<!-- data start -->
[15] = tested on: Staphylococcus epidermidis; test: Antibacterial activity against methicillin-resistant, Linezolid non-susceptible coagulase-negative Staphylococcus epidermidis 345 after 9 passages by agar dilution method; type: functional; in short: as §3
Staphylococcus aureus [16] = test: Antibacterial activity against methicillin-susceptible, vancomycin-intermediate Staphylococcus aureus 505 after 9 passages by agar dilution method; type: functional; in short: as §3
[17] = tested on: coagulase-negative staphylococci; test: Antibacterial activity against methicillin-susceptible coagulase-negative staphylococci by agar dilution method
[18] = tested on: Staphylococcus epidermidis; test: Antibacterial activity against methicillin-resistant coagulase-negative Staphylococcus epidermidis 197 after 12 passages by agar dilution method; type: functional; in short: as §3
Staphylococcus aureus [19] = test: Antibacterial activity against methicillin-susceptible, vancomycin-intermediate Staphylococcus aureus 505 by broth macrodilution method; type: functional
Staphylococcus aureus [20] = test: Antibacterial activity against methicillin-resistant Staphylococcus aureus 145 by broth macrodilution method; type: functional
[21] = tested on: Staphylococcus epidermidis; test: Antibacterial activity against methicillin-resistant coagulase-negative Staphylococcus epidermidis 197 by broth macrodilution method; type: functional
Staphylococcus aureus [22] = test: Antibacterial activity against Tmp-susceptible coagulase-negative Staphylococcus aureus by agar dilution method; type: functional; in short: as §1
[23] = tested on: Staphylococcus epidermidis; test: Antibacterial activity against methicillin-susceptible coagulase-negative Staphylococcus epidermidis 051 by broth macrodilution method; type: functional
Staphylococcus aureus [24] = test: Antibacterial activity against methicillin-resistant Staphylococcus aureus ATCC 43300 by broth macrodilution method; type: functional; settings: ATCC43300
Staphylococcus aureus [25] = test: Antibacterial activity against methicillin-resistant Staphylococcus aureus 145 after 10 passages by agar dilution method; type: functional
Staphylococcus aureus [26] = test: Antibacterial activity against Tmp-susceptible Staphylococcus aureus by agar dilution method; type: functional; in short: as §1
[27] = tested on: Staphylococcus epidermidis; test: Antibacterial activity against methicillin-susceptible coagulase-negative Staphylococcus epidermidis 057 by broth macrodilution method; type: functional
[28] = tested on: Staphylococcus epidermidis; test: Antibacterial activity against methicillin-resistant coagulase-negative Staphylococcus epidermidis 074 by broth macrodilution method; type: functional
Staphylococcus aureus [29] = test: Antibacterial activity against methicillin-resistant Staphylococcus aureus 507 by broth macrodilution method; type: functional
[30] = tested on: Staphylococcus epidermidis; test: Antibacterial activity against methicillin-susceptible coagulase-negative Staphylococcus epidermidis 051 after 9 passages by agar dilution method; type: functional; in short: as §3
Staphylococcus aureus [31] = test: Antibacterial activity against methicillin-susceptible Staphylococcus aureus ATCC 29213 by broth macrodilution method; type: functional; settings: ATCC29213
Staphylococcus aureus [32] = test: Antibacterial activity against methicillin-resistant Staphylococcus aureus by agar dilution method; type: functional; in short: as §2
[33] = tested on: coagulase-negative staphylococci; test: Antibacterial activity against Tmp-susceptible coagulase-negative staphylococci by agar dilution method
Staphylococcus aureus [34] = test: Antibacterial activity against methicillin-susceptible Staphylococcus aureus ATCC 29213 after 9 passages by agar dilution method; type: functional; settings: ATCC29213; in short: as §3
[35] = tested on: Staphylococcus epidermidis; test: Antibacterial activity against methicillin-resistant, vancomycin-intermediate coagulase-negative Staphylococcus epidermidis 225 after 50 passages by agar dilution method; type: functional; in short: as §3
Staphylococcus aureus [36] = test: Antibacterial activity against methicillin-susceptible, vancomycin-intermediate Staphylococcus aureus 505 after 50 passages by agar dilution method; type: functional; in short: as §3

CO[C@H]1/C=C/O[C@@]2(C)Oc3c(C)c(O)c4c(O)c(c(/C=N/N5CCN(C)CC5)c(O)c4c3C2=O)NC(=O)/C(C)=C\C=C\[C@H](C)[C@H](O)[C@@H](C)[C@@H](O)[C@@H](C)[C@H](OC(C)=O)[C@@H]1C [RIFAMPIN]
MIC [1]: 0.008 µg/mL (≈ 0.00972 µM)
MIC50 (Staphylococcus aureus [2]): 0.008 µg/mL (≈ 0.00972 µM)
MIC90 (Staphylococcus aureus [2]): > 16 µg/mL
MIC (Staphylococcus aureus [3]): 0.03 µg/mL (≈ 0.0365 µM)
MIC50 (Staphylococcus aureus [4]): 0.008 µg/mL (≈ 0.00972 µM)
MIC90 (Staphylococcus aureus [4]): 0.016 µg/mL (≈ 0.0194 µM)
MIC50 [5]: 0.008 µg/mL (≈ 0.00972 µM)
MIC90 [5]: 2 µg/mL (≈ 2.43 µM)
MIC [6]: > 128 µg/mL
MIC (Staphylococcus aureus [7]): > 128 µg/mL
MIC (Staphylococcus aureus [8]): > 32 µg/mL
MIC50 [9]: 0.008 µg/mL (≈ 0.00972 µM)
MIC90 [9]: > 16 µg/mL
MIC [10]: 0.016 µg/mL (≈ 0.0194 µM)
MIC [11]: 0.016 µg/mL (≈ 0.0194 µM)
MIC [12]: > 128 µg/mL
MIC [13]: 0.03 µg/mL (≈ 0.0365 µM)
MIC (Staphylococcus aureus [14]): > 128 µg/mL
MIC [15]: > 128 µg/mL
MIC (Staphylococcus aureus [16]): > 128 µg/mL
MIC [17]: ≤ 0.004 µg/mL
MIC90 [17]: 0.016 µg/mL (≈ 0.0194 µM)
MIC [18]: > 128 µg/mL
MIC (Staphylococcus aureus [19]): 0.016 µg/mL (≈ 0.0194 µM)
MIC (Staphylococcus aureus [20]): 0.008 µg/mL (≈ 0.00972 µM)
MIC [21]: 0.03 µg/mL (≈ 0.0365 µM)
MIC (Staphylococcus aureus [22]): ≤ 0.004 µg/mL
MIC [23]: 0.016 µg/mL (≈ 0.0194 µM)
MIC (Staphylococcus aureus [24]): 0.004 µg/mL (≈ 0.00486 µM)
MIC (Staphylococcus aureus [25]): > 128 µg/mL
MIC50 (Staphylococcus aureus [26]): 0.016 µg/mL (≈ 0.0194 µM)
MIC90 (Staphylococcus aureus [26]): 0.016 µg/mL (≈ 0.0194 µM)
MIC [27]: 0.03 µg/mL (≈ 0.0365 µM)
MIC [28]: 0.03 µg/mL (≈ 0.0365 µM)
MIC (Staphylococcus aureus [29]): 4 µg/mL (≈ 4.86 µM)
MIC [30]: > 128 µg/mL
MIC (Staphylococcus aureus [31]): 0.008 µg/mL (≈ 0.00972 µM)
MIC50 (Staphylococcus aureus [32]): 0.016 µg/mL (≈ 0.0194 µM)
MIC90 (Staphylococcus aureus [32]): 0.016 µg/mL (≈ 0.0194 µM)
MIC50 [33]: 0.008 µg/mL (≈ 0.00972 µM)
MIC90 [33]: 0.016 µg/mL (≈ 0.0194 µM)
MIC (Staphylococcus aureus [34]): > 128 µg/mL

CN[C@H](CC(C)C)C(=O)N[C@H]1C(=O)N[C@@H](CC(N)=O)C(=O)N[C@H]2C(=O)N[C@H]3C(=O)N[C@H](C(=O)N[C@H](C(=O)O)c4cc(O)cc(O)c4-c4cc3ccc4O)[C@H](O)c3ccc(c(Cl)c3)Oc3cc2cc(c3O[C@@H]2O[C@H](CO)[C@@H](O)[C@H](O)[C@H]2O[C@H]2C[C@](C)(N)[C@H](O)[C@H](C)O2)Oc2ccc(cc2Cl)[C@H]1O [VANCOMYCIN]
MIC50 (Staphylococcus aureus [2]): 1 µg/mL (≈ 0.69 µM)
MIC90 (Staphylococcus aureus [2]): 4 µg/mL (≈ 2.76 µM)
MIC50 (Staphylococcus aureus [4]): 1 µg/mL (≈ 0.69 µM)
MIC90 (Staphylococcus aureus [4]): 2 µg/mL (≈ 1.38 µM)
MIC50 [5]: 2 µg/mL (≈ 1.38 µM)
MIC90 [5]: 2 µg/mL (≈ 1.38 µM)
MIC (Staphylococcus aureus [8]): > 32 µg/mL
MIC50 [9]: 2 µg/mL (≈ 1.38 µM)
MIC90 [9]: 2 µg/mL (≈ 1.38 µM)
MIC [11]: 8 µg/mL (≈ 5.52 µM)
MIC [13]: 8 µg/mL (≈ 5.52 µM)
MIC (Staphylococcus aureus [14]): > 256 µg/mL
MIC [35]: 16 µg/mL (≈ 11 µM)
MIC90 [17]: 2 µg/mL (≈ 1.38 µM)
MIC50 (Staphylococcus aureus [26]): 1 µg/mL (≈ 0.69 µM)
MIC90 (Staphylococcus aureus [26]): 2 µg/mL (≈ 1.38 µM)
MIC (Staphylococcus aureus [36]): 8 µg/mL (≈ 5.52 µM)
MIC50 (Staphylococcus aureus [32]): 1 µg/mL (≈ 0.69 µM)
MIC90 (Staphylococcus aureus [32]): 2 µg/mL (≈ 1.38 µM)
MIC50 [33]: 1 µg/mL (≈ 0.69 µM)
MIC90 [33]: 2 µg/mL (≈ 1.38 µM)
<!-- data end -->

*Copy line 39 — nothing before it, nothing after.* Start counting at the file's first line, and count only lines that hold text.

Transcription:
MIC [12]: > 128 µg/mL